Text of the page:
Survey finds allergies viewed as nuisance

KENILWORTH, N.J. According to "Attitudes About Allergies," a national telephone survey released Thursday, allergies are often disregarded as a nuisance.

A survey of consumers found that they view diabetes (81 percent), hypertension or high blood pressure (76 percent) and arthritis (57 percent) as more serious than indoor and outdoor allergies. In addition, while the survey of consumers found that 78 percent feel sorry for allergy sufferers, more than a third (36 percent) believe that allergy sufferers overstate the severity of their symptoms, and 30 percent say allergy sufferers use allergies as an excuse to get out of something.

"Allergies are often disregarded in our society, making it acceptable to tell allergy sufferers to 'get on with it' and not complain," stated Belinda Borrelli, associate professor at the department of psychiatry and human behavior at Brown Medical School and The Miriam Hospital.

A separate survey of allergy sufferers found that about half (48 percent) feel their spouse or significant other does not view their allergies to be a serious health condition. Sufferers also perceive others as not taking their allergies that seriously, saying their relatives (81 percent), friends (86 percent) and co-workers (78 percent) view their allergies as a “somewhat serious” or “not serious” health condition. Even their physicians, they say, are ambivalent. The survey of allergy sufferers found that nearly three-quarters (74 percent) believe that their doctor views their allergies as a “somewhat serious” or “not serious” health condition.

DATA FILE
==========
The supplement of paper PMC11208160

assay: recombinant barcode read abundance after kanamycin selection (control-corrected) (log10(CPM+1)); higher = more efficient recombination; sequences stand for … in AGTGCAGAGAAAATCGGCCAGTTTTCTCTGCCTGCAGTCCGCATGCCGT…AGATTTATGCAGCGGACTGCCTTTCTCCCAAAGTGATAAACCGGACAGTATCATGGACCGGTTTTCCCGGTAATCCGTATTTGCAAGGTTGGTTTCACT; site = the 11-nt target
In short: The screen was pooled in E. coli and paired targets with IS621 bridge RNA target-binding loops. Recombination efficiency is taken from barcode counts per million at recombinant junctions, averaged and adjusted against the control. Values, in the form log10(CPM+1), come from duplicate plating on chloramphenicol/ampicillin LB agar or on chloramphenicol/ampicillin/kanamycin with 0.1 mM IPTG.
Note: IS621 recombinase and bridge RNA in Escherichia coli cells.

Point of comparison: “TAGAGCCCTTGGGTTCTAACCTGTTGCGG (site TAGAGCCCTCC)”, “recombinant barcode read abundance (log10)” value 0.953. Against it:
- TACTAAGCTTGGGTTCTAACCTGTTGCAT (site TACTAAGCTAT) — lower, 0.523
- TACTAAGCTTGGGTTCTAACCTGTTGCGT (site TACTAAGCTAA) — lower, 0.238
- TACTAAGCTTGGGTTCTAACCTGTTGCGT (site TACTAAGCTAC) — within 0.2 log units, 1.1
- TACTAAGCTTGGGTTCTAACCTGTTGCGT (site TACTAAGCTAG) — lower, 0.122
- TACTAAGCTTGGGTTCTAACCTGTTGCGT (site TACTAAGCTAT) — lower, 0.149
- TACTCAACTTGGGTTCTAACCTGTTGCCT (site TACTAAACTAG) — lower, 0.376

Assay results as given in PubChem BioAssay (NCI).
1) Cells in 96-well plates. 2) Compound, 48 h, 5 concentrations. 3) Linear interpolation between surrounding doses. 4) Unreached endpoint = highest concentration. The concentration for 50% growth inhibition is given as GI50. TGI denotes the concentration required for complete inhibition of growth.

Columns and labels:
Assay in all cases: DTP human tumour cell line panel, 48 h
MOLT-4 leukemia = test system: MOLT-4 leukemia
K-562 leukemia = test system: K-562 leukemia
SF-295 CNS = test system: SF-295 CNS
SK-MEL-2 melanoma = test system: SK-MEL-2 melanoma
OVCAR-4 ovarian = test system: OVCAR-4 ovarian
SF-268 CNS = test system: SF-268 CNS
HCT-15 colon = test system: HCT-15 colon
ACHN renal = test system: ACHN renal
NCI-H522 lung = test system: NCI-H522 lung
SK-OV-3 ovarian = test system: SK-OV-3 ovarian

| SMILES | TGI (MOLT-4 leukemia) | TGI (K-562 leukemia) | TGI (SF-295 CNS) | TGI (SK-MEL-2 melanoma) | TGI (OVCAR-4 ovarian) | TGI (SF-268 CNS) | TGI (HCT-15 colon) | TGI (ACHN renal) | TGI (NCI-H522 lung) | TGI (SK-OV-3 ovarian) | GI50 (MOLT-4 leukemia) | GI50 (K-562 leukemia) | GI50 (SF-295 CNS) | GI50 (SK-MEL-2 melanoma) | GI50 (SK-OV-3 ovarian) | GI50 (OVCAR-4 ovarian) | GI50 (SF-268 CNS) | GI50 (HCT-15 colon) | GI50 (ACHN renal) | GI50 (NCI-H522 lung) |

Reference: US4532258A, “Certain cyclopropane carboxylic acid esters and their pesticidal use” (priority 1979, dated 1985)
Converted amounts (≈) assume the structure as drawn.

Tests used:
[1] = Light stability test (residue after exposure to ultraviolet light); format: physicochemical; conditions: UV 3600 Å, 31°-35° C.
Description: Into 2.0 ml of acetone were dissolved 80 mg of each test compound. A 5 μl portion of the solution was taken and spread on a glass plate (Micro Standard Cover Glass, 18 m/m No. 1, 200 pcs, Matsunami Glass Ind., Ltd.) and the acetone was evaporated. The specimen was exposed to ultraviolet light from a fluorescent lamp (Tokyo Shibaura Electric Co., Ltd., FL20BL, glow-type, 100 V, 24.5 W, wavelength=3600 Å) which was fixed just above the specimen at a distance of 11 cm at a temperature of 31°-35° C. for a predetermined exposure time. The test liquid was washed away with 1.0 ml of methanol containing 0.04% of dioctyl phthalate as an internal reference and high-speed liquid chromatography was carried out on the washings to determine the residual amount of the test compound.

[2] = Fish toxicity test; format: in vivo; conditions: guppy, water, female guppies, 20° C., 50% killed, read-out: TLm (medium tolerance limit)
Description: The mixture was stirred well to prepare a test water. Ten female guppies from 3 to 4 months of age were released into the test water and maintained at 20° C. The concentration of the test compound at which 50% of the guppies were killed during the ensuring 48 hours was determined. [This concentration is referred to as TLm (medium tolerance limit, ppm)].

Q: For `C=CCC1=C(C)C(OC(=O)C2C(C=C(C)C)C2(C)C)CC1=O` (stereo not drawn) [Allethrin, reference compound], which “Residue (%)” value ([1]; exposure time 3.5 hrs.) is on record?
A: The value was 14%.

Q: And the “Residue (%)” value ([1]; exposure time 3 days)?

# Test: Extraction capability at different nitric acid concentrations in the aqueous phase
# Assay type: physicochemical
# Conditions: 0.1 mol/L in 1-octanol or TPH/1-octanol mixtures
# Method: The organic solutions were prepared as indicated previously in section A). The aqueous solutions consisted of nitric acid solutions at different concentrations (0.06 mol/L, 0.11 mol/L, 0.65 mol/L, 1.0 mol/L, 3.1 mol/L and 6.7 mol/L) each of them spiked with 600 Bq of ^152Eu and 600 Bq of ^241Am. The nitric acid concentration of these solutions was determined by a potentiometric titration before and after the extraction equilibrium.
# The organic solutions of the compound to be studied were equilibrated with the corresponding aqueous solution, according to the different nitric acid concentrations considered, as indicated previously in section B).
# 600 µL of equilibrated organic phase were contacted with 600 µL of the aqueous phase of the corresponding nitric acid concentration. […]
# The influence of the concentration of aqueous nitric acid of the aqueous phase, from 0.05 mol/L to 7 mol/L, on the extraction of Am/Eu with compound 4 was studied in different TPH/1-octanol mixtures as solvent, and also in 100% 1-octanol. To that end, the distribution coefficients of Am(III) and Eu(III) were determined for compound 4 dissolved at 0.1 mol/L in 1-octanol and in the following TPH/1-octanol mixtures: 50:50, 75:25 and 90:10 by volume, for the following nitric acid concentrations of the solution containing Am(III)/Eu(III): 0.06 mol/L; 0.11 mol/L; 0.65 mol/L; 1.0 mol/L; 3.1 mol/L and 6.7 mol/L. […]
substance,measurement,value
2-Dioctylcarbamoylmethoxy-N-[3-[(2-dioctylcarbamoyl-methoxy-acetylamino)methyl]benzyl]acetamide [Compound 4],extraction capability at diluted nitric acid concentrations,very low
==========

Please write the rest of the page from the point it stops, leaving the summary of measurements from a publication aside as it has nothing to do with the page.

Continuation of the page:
However, according to a survey of physicians who treat allergies, a majority of physicians (84 percent) said, in general, patients do not overstate allergy symptoms. In addition, most physicians view insomnia (83 percent) and osteoarthritis (69 percent) as being less serious or equally as serious as allergies. Physicians report they view diabetes (90 percent) and hypertension (84 percent) as being more serious than allergies.

The survey was commissioned by Schering-Plough/Merck Pharmaceuticals and conducted by Harris Interactive.   Three separate surveys were conducted: a survey of more than 1,000 consumers, which included allergy sufferers and non-allergy sufferers, a survey of more than 1,000 allergy sufferers only, and a survey of 300 physicians.

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